How Students Learn

Students learn more easily when they have a desire to learn

Discover the laws of learning and how students use the knowledge they acquire in the classroom. New teachers will find this advice particularly valuable, especially for back to school.
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Updated on: January 25, 2007
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Acquiring and Integrating Knowledge

Jabberwocky

A graphic organizer is a chart, outline, or web of ideas or concepts organized into groups or categories. For example, a nutrition graphic organizer might have the word Food written in the center of a sheet of paper. Around that key term would be categories of food such as Fruit, Vegetables, Dairy Products, and Grains. Around each of those categories would be written selected examples. The category of Fruit might have plums, cherries, apricots, and apples written around it. A graphic organizer illustrates how ideas are related to each other.

We know that students build new knowledge by relating it to prior learning and experience. Additionally, we know there are different types of knowledge students can learn. This knowledge is best learned by making connections between what is known and what is to be learned.

Here are some suggested classroom behaviors and practices:

  • Help students understand what it means to construct meaning.

  • Have students use graphic organizers to organize information.

  • Have students create pictorial representations of information.

  • Help students construct models.

  • Point out common errors and pitfalls.

  • Help students set up a practice schedule.

Extending and Refining Knowledge

For learning to be effective and meaningful, students should be provided with opportunities to use knowledge in practical situations. Processing knowledge for greater understanding can be done through activities designed to help them apply that knowledge.

Try some of these classroom behaviors and practices:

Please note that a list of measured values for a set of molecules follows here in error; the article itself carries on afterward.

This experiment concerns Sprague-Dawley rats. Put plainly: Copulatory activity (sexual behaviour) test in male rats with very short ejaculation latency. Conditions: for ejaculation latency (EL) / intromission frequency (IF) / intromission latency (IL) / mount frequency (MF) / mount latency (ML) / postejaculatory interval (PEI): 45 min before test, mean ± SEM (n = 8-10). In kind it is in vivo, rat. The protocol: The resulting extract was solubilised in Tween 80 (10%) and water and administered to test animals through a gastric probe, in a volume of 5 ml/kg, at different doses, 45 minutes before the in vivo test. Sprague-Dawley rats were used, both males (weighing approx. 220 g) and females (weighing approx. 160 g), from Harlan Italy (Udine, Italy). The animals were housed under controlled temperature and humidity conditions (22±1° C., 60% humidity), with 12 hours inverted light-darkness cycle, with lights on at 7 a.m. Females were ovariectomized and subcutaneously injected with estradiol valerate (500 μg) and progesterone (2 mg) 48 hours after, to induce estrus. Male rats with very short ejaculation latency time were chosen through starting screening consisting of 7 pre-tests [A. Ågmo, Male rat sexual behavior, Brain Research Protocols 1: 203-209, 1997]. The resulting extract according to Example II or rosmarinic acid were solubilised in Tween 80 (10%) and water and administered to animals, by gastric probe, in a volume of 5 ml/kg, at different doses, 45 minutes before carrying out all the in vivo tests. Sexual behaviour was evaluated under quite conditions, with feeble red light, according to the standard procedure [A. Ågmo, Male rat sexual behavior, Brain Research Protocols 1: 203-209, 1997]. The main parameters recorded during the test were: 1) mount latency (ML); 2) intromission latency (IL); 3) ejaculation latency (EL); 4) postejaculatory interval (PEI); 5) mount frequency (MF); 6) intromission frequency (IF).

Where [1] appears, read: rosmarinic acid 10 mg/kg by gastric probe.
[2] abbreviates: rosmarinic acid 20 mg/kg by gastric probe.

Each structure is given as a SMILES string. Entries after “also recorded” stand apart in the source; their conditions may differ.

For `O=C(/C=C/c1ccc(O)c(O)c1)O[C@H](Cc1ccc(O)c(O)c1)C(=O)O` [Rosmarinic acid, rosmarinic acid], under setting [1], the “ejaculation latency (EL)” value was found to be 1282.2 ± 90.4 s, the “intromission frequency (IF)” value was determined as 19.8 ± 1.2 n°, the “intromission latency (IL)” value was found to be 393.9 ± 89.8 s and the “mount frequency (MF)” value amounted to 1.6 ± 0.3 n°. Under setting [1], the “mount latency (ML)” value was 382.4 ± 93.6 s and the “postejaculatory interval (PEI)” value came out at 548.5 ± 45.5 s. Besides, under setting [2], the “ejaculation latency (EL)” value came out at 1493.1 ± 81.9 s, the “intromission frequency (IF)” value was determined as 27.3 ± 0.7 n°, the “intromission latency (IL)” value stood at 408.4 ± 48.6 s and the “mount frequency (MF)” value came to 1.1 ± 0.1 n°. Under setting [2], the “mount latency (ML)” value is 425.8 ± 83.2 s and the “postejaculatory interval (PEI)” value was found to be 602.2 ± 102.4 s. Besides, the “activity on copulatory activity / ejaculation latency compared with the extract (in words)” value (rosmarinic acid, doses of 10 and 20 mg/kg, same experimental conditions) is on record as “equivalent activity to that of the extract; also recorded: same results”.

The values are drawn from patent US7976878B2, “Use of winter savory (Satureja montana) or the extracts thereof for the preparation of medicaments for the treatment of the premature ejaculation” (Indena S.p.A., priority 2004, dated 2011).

• Compare. How are these things alike?

  • Classify. Into what groups could you organize these things?

  • Induce. Based on this information, what is the likely conclusion?

  • Deduct. What predictions can you make, or what conclusions can you draw?

  • Analyze errors. How is this information misleading?

  • Construct support. What is an argument that will support this claim?

  • Abstract. What is the general pattern underlying this information?

  • Analyze perspectives. What is the reasoning behind this perspective?

Jabberwocky

Analyzing the parts of a system and the manner in which they interact is called systems analysis.

Using Knowledge Meaningfully

Students learn best when they need knowledge to accomplish a goal they consider important. Six kinds of thinking processes can be used to encourage students to use knowledge meaningfully:

  • Decision-making

  • Problem-solving

  • Invention

  • Experimental inquiry

  • Investigation

  • Systems analysis

Productive Habits of Mind

Teachers can help students develop the mental habits that will enable them to learn on their own. Instruction to foster habits of mind includes both short-term and long-term practices.

Here are some suggested classroom behaviors and practices:

  • Think critically. Be and see accurately. Be open-minded.

  • Think creatively. Push the limits of one's knowledge. Find new ways of looking at a situation.

  • Self-regulate. Be aware of one's own thinking. Evaluate the effectiveness of one's own actions.

Excerpted from

The Complete Idiot's Guide to Success as a Teacher
The Complete Idiot's Guide to Success as a Teacher
Anthony D. Fredericks, Ed.D.

Excerpted from The Complete Idiot's Guide to Success as a Teacher © 2005 by Anthony D. Fredericks. All rights reserved including the right of reproduction in whole or in part in any form. Used by arrangement with Alpha Books, a member of Penguin Group (USA) Inc.

To order this book visit Amazon's web site or call 1-800-253-6476.
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